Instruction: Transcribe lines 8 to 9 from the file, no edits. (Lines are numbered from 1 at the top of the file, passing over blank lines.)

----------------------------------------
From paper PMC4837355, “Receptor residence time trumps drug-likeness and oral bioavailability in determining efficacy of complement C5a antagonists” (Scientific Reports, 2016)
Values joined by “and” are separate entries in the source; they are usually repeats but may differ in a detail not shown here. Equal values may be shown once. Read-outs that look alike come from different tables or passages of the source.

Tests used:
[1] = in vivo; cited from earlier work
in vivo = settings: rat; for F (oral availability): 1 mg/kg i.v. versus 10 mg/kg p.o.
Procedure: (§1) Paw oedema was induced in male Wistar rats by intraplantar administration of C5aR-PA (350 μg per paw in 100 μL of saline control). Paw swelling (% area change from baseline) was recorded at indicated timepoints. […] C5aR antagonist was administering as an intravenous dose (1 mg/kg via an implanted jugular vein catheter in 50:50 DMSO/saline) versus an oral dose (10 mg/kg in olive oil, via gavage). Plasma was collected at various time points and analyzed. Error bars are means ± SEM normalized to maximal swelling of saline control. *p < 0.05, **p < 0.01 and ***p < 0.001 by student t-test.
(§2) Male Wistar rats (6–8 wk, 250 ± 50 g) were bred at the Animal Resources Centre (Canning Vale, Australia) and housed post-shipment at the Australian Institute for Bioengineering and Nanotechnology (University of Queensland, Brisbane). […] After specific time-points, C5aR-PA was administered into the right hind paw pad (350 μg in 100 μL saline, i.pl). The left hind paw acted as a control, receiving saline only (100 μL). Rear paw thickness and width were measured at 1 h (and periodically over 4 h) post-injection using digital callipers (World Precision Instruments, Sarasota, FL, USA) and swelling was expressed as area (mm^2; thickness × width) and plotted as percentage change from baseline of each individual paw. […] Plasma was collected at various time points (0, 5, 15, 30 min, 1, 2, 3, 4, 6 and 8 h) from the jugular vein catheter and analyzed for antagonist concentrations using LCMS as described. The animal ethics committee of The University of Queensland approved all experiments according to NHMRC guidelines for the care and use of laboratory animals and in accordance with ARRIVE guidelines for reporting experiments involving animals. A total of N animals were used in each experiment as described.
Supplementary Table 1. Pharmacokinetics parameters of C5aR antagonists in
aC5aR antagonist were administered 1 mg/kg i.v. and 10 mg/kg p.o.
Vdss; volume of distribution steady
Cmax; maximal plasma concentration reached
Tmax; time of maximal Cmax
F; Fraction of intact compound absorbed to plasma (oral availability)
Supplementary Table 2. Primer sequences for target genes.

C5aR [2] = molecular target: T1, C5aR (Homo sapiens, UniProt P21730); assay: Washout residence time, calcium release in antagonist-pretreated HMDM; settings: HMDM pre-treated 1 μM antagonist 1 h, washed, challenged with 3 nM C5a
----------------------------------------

Supplementary Table 1. Pharmacokinetics parameters of C5aR antagonists in
aC5aR antagonist were administered 1 mg/kg i.v. and 10 mg/kg p.o.